I had a long chat with a reader, 59-year-old Paul who, like a lot of people his age, is looking forward to the new pension freedoms that come into force next month. He's attracted by the new opportunity to be able to take the cash out of his pension pot and do whatever he wants with it.
It is a pleasing prospect. Paul plans to put the £30,000 he has sitting in two pensions into improvements for his home and garden. "I worked out that the pensions would give me an income of around £75 a month, which won't go very far. The £30,000, on the other hand, would be really useful now to finish my home off. I've got several little jobs to do and a garden to sort out."
But things aren't as simple as that. "I asked questions at my bank and Citizens Advice, who raised the tax risk - which I didn't really understand. I'm not a financial whiz-kid but I'm not silly with money, so I'm now talking to a financial adviser to work out the best option."
Paul's not alone in finding it hard to make sense of his choices. Gillian Guy, chief executive of Citizens Advice, says: "People want to be in control of their finances in older age. It is vital they get support to help them understand pension options, so they can make informed choices."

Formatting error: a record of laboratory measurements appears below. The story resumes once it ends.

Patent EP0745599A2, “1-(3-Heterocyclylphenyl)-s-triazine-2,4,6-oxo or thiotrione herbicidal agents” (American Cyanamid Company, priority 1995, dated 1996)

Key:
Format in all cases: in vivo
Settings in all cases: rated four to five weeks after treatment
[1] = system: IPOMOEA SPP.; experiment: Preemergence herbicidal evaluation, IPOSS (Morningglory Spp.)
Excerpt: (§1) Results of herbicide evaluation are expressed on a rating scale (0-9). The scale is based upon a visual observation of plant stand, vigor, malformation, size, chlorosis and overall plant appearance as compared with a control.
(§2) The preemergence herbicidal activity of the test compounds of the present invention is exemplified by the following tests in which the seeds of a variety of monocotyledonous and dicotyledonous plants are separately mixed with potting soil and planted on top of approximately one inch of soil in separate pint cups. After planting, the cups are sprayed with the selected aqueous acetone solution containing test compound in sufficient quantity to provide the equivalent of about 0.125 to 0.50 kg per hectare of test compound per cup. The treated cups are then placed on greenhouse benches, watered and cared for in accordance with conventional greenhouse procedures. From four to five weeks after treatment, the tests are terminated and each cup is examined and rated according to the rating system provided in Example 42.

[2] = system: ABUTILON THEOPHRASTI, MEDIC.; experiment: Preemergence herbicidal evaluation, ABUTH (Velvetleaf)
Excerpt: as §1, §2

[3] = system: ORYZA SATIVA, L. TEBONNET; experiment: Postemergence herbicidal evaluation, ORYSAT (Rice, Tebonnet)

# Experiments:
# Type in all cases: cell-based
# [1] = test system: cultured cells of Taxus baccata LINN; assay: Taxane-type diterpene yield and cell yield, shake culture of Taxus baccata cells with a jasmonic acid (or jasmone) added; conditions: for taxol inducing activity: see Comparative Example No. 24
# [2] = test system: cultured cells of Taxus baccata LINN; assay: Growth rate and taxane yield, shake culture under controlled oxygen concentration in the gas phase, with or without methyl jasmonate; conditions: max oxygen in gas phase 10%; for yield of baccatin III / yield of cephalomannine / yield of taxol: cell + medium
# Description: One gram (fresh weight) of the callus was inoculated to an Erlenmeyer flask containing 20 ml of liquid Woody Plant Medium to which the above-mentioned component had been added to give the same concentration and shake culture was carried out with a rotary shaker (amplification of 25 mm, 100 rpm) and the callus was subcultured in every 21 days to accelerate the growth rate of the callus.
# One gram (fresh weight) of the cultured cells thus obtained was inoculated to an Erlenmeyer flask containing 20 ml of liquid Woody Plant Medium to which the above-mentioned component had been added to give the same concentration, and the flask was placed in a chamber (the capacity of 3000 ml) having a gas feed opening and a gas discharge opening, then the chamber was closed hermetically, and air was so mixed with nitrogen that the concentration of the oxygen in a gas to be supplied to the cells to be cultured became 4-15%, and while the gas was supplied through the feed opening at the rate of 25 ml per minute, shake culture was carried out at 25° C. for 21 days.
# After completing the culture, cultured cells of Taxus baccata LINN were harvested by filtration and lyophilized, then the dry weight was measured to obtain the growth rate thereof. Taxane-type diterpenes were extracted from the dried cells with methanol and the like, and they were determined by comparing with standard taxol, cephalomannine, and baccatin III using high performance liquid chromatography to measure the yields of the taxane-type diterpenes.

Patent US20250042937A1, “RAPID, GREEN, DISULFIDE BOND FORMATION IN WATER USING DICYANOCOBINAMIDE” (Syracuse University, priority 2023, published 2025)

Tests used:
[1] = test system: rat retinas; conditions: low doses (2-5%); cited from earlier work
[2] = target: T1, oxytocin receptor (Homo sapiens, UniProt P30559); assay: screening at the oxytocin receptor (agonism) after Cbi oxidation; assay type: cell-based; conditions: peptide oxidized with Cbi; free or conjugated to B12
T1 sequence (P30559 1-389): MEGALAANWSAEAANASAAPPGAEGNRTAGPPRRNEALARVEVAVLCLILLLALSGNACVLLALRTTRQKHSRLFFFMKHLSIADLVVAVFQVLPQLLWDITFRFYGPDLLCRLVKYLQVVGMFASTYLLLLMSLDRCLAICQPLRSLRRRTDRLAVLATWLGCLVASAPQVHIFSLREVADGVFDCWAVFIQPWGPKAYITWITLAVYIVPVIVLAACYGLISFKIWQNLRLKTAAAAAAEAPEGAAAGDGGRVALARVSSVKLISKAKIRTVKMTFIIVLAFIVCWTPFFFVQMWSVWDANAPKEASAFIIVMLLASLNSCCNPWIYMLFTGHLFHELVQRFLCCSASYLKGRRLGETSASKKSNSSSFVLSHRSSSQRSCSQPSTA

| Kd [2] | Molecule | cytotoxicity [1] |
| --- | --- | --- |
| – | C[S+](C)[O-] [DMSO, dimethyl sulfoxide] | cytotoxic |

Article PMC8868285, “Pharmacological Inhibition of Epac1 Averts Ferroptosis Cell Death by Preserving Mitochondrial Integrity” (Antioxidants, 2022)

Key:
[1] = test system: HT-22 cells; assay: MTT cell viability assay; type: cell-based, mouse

It is vital. The new pension freedoms that come into effect from April 6 may give you the chance to take the cash out of your savings and do what you like with it. But anyone who does could end up making a costly mistake. First, there could be a huge tax demand on the cash - as much as 40%.
The second reason is a reminder: a pension is a planned savings scheme with a clear intention - to ensure you have enough cash to last through your older years.
If you don't use the cash to buy yourself an income for life, then you could end up being reduced to living off the relatively meagre state pension.